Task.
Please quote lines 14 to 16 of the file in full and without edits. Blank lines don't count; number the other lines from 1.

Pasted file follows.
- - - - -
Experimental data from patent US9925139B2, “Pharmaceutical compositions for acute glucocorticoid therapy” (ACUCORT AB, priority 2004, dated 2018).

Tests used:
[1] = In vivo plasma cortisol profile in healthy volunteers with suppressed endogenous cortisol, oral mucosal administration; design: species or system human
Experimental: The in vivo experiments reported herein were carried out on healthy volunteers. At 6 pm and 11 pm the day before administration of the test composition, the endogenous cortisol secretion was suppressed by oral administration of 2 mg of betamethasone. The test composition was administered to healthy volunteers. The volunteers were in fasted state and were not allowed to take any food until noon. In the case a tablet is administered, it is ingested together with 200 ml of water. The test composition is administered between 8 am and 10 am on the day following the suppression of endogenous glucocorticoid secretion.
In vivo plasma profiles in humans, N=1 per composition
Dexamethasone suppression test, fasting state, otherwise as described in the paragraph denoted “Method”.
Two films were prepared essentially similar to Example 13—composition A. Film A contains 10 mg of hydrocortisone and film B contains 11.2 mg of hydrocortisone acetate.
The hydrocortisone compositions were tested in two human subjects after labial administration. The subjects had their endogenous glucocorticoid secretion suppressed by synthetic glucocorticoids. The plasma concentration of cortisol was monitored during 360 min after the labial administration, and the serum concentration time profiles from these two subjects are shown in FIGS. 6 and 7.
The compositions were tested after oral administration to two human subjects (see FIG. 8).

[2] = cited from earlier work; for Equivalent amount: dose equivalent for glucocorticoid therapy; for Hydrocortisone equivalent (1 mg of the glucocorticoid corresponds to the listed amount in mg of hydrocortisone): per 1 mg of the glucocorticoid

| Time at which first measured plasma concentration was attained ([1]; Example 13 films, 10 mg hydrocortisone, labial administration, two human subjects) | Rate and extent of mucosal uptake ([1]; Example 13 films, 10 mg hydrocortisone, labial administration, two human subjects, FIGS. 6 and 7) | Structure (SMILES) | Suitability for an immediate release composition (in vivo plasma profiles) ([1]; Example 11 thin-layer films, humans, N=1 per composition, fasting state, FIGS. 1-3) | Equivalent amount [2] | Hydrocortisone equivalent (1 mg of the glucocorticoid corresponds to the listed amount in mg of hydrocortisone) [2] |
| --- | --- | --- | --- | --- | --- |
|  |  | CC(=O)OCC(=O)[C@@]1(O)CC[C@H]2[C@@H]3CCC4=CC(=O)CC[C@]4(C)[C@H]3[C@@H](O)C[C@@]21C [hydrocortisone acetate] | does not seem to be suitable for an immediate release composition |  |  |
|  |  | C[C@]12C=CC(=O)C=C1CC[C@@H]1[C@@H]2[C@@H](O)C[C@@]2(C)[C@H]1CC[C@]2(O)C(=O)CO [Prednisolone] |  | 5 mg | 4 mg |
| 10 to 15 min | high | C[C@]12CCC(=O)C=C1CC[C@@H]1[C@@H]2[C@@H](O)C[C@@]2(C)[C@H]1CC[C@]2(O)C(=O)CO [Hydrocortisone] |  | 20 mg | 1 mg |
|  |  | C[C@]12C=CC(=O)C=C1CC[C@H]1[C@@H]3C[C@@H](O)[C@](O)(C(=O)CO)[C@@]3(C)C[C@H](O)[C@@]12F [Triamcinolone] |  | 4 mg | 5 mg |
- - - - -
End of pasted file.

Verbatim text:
|  |  | C[C@]12C=CC(=O)C=C1CC[C@@H]1[C@@H]2[C@@H](O)C[C@@]2(C)[C@H]1CC[C@]2(O)C(=O)CO [Prednisolone] |  | 5 mg | 4 mg |
| 10 to 15 min | high | C[C@]12CCC(=O)C=C1CC[C@@H]1[C@@H]2[C@@H](O)C[C@@]2(C)[C@H]1CC[C@]2(O)C(=O)CO [Hydrocortisone] |  | 20 mg | 1 mg |
|  |  | C[C@]12C=CC(=O)C=C1CC[C@H]1[C@@H]3C[C@@H](O)[C@](O)(C(=O)CO)[C@@]3(C)C[C@H](O)[C@@]12F [Triamcinolone] |  | 4 mg | 5 mg |